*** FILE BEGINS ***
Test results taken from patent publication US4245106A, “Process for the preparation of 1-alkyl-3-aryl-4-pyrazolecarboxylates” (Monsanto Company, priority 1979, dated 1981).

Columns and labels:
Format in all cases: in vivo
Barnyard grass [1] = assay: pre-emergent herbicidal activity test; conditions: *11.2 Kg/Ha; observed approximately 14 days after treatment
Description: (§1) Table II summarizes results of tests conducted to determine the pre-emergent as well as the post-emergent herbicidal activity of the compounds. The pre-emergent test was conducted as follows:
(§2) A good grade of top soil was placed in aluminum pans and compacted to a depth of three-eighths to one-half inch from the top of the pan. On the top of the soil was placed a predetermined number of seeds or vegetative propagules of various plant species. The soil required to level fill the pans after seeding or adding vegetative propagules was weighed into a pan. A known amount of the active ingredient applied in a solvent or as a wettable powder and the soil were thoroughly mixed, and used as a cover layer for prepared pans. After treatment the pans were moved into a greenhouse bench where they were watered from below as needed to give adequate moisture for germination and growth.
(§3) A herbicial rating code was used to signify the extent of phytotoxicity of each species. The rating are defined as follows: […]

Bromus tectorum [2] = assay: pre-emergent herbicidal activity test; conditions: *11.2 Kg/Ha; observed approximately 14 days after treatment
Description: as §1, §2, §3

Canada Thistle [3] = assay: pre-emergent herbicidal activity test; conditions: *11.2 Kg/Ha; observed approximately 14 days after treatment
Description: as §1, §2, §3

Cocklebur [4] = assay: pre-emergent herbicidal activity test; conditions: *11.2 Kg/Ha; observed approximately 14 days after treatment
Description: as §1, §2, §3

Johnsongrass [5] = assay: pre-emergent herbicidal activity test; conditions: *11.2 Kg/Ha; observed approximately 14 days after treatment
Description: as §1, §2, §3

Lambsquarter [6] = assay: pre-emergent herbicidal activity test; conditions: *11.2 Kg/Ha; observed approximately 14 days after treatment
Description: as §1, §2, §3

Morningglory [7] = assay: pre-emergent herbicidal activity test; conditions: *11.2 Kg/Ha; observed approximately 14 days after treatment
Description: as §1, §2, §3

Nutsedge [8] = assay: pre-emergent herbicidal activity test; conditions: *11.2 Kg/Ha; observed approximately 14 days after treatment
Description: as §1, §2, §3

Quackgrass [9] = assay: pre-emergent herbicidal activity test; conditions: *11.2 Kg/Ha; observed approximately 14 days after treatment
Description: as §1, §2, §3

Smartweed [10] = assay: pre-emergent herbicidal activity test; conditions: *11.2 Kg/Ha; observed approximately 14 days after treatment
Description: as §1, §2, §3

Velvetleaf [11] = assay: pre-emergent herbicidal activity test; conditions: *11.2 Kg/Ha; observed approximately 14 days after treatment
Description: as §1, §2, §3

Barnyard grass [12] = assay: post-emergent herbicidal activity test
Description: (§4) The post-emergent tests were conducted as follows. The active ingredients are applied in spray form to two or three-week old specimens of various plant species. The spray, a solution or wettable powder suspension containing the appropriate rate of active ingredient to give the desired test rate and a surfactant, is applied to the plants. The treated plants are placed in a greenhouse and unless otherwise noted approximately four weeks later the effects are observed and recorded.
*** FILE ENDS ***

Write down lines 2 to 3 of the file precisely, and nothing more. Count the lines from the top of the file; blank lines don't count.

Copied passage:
Columns and labels:
Format in all cases: in vivo